As the biologics (and now biosimilar) markets continue to grow, pressure increases on biomanufacturers to reduce cost of goods sold (CoGS). One way they can reduce cost is by increasing protein productivity in terms of protein titer per volume of culture. Media optimization is a key strategy for increasing protein productivity. In the past few decades, average titers across the industry have increased greatly — from <0.5 g/L in the 1980s to >3 g/L today, and it is not uncommon…

Advanced Protein Engineering Enhances Biopharmaceutical Manufacturing and Analytics

Production of proteins for pharmaceutical use is a complex, multistep process that requires technologies for purifying such molecules from highly complex biological mixtures. It also calls for reliable, cost-effective, high-throughput analytical techniques to determine protein quality and functionality to ensure the safety and efficacy of end-products. Mistakes in product development and manufacturing not only are immensely costly, but they can also put patients at risk. Many well-established processes and analytical tools are available for use in manufacturing antibody drugs (e.g.,…

Special Report: A Strategy for Cost-Effective Capture Using Agarose-Based Protein A Resins

It is well recognized that the cost of Protein A resins is substantial. If a developmental monoclonal antibody (MAb) makes it to marketing approval and manufacturing, the high cost of purification using a Protein A resin is amortized over a large number of purification cycles, and the contribution to cost of goods is reduced to acceptable levels. However, a high percentage of clinical projects will fail, and the Protein A resin will be used only for a small number of…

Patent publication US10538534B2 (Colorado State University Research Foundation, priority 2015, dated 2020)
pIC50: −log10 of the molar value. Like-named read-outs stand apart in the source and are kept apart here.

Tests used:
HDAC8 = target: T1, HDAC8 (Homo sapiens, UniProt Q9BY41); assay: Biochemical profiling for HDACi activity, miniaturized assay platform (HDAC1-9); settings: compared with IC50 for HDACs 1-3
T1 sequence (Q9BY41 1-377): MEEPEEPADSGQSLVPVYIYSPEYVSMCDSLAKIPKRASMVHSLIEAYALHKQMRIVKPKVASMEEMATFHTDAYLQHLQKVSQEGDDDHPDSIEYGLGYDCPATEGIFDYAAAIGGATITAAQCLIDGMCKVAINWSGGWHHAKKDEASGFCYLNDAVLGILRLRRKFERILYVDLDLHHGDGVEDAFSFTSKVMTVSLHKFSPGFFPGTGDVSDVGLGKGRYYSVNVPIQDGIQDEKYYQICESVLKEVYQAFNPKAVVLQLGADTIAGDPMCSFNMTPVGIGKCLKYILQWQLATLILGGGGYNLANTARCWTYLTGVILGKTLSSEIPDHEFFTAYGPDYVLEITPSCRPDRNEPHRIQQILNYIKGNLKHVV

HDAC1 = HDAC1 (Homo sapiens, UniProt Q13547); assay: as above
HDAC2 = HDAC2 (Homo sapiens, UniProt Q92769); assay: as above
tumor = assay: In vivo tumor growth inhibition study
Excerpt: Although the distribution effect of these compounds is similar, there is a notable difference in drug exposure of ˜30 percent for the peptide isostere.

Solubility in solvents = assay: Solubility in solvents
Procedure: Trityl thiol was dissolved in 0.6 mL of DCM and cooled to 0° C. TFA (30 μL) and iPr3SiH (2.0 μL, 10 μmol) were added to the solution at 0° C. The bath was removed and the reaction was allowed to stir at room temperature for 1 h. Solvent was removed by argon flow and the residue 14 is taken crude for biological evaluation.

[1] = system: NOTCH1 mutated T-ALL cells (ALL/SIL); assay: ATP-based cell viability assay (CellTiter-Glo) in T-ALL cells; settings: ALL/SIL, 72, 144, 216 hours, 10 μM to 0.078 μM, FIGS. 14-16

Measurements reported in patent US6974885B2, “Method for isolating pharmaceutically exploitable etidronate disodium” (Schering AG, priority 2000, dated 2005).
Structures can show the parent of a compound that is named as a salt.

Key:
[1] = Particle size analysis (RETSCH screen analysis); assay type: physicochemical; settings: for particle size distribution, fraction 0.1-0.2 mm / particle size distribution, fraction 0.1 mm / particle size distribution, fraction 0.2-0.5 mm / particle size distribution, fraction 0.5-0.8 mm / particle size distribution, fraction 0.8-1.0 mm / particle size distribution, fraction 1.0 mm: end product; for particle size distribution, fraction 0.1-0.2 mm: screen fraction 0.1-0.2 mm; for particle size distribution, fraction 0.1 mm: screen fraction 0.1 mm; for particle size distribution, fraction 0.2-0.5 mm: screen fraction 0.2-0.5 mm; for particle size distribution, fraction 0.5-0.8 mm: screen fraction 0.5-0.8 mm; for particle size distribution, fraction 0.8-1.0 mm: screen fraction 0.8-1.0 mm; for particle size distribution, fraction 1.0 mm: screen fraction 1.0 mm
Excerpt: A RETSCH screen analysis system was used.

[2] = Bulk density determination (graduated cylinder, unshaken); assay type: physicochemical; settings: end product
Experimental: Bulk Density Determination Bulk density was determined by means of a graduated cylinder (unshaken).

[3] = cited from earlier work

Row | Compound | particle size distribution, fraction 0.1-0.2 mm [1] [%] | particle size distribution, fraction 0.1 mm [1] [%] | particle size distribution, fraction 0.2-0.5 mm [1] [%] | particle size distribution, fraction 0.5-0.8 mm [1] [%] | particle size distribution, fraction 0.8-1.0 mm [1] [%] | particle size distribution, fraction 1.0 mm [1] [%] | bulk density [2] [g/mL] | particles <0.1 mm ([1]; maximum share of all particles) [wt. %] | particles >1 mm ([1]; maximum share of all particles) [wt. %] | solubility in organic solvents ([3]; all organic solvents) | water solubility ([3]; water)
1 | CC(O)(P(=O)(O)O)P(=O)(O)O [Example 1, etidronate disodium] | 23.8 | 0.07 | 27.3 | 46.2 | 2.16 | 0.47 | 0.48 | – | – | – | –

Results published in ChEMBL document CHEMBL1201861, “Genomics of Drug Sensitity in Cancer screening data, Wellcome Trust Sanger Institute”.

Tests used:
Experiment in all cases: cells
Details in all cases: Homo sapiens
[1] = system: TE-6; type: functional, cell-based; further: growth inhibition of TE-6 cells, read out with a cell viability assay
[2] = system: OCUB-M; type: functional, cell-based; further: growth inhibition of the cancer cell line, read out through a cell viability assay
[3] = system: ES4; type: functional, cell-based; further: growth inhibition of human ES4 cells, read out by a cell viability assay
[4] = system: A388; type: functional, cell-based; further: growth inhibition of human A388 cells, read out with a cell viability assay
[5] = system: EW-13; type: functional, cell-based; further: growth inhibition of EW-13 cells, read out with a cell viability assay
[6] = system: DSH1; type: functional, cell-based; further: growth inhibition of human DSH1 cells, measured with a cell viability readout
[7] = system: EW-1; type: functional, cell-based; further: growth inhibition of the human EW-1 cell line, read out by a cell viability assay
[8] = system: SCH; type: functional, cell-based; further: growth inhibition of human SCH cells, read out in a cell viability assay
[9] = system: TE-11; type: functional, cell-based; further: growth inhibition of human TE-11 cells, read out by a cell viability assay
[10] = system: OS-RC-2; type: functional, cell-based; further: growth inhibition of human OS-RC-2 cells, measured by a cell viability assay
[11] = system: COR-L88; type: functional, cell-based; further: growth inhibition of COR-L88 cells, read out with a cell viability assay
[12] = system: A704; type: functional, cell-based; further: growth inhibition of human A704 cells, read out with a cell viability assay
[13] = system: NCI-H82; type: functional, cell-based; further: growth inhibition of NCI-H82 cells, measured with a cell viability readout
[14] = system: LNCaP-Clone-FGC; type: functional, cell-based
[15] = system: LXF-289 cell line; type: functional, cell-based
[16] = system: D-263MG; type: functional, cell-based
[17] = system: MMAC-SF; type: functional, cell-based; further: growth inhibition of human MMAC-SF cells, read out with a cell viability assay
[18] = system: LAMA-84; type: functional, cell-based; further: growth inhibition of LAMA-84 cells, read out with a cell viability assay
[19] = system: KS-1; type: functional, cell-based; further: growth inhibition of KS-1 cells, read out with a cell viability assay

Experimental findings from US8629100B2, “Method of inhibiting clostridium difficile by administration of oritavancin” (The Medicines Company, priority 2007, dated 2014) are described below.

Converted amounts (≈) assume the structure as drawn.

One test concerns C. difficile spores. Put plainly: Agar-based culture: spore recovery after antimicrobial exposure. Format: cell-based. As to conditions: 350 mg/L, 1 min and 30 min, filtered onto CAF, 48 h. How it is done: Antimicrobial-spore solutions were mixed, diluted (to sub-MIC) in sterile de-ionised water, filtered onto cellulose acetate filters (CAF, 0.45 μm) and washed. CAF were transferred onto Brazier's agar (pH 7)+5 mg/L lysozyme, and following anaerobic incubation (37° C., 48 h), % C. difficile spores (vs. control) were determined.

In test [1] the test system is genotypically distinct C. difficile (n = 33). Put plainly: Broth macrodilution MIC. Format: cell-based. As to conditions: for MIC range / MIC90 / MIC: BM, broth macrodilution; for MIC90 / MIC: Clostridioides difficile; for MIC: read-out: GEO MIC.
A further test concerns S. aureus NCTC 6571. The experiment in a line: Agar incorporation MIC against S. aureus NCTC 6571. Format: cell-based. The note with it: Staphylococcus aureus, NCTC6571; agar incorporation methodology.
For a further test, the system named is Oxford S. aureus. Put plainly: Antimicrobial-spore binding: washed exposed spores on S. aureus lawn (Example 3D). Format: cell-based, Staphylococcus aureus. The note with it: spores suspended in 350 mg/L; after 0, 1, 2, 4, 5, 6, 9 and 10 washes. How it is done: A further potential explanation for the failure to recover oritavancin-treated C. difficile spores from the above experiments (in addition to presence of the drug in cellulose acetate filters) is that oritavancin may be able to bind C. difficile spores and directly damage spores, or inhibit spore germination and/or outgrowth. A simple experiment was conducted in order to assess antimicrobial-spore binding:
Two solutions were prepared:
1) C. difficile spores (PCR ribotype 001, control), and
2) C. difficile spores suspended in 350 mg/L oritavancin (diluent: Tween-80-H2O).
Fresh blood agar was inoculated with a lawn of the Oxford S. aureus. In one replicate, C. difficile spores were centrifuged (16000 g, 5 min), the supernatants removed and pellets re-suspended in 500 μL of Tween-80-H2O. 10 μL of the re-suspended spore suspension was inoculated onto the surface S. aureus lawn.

Progress Toward Commercial Scale and Efficiency in Cell Therapy Bioprocessing

Regenerative medicine includes both cell and gene therapies. Currently 672 regenerative medicine companies operate around the world, and 20 products have been approved by the US Food and Drug Administration (FDA). Of 631 ongoing clinical trials by the end of 2015 (1), over 40% are in oncology, followed in prominence by cardiovascular and infectious diseases. Here I focus on gene and cell therapy bioprocessing in which the final products delivered to patients are cells. Cell therapies are either autologous (derived…

Viral Risk Evaluation of Raw Materials Used in Biopharmaceutical Production

Ensuring a continuous supply of safe medicines to patients is a key objective for both health authorities and the pharmaceutical industry. A critical component to that end is maintaining a reliable supply of qualified raw materials (RMs). Manufacturers must ensure not only the suitability of RMs for their intended use in a manufacturing process, but also their highest attainable safety with regards to viruses and other adventitious agents. The need to apply a risk-based RM control strategy is in line…

Investigation of Foreign-Particle Contamination: Practical Application of FT-IR, Raman, and SEM-EDS Technologies

The presence of visible foreign particulate matter is considered a critical defect in parenteral products and one of the main reasons they can be recalled (1). Foreign particles present during any stage of manufacturing are considered to be contaminants and can impose a risk to the control of the manufacturing processes (2). For those reasons, particle contamination arising in any manufacturing step initiates a nonconformance or out-of-specification observation. That requires an investigation to identify root cause so as to mitigate…